Continuation of down-hole geophysical testing for rock sockets.
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Continuation of down-hole geophysical testing for rock sockets.

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  • English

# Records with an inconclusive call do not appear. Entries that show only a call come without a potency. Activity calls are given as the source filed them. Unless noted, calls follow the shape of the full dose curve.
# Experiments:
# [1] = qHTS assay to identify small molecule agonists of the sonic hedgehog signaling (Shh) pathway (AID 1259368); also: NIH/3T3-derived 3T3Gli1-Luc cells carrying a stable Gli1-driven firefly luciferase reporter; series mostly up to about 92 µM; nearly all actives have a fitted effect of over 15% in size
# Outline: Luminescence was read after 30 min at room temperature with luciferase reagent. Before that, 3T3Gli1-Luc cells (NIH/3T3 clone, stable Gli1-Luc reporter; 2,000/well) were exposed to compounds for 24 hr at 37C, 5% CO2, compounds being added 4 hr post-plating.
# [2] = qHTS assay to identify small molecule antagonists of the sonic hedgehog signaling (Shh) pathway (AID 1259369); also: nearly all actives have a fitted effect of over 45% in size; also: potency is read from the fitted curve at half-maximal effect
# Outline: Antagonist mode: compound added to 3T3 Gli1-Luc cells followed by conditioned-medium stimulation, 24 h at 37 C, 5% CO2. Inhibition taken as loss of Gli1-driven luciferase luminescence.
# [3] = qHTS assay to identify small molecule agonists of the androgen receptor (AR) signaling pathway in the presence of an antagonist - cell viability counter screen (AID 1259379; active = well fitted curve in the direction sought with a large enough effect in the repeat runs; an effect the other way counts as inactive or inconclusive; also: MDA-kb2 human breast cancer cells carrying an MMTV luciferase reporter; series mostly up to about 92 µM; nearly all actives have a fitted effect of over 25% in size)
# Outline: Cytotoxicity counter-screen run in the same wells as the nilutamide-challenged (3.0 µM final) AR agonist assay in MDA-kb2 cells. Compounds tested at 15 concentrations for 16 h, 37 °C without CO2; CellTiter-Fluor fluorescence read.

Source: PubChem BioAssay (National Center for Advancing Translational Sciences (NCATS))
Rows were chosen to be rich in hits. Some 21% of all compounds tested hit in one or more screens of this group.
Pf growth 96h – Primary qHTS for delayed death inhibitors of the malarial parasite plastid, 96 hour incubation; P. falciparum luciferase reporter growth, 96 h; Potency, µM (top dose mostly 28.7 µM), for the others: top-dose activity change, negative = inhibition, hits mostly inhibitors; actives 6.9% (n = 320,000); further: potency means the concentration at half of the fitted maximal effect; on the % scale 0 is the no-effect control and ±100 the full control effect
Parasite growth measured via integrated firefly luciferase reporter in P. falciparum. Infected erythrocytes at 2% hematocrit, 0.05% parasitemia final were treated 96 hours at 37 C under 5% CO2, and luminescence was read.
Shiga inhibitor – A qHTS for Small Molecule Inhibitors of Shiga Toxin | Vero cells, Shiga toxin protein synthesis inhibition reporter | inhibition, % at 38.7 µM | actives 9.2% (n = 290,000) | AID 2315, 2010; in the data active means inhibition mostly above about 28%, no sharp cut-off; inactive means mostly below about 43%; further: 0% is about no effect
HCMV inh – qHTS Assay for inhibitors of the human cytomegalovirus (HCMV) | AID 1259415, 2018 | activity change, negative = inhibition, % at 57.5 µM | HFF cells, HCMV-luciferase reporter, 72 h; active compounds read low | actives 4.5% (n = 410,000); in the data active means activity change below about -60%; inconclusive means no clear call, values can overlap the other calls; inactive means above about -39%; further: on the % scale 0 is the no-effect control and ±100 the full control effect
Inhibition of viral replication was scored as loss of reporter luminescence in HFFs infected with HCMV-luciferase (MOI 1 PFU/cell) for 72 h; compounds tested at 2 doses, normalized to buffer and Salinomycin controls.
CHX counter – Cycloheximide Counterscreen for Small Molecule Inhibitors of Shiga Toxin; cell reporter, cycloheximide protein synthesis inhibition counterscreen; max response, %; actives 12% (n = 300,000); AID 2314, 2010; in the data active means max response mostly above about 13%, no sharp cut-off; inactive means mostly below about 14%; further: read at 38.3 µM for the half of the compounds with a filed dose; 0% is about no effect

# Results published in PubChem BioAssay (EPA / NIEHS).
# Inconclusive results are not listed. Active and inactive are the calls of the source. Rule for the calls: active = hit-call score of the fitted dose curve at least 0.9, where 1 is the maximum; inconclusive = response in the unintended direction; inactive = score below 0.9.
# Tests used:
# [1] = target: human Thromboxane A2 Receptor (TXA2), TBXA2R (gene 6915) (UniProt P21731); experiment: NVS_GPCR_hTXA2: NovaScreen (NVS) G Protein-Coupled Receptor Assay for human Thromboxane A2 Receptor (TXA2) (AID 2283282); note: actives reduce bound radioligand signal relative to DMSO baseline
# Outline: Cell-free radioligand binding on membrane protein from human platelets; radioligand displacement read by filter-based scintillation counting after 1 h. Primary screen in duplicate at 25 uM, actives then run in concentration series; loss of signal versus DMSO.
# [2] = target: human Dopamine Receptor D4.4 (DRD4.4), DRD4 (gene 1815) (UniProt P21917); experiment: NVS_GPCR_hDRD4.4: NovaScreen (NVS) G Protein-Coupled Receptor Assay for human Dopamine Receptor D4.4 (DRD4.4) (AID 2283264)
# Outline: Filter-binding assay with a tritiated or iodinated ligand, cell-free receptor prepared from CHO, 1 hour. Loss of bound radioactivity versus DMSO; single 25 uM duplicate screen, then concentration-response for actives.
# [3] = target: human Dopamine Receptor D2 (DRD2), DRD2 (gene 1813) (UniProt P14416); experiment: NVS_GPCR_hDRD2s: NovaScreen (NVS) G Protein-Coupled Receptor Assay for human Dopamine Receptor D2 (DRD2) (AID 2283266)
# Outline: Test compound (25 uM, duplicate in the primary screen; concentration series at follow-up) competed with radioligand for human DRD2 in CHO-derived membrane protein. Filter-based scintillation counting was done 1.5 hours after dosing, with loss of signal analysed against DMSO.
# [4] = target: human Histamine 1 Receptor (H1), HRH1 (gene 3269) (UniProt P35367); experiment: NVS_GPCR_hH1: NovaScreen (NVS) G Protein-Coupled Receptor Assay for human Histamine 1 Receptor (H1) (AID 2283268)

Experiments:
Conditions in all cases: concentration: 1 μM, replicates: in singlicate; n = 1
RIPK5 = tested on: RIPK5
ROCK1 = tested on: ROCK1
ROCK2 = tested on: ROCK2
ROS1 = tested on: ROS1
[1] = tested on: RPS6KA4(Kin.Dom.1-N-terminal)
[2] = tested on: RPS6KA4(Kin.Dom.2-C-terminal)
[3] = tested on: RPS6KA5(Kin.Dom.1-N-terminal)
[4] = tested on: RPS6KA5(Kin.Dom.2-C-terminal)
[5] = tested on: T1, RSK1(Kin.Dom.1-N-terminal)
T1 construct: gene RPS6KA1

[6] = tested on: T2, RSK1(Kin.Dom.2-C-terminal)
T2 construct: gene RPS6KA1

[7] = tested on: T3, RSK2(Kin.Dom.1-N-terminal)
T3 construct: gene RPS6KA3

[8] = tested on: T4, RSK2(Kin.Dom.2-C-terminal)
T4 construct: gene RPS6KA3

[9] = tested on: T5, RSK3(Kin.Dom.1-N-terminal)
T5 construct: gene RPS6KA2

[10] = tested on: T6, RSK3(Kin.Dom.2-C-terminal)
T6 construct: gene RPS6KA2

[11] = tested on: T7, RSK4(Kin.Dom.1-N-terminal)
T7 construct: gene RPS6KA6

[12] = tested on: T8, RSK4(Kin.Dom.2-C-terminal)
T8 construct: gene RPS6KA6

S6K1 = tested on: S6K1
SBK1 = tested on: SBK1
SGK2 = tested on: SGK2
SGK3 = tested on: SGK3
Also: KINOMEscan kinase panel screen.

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      Site characterization for the design of deep foundations is crucial for ensuring a reliable and economic substructure design, as unanticipated site conditions can cause significant problems and disputes during construction. Traditional invasive exploration methods sample a small volume of material and insufficiently assess spatial variation in subsurface conditions. Established and emerging surface-based geophysical exploration methods may identify large-scale spatial variability, but fail to provide a detailed picture of the rock quality at depths where a socket is required for the design of a drilled shaft foundation. In order to compensate for the shortcomings of these methods, a new borehole-based characterization method has been developed, which creates images of the shear wave velocity profile along and around the borehole to provide credible socket material analyses and detect nearby anomalies. The proposed imaging technique is based on the time-domain full waveform inversion of elastic waves generated inside a borehole, which are captured by a string of sensors placed vertically along the borehole wall. This approach has the ability to simulate all possible wave types of seismic wavefields, and then compare these simulations with observed data to infer complex subsurface properties. This method formulates and solves the forward model of elastic wave propagation within a borehole using ABAQUS, a commercially available finite element package. The inversion is cast as a Least Square optimization problem solved using the regularized Gauss-Newton method. To test the proposed imaging technique, the present study performed comprehensive numerical studies. First, the accuracy of the forward model was validated. Then, the capability of the proposed imaging technique was evaluated by inverting a series of three-dimensional (3-D) synthetic data sets, including a homogeneous model, a horizontally layered model with high impedance contrast, a vertically layered model that mimicked borehole preparation, and simplified earth models containing ring-type anomalies and isolated anomalies. Good models were recovered for each case presented herein.
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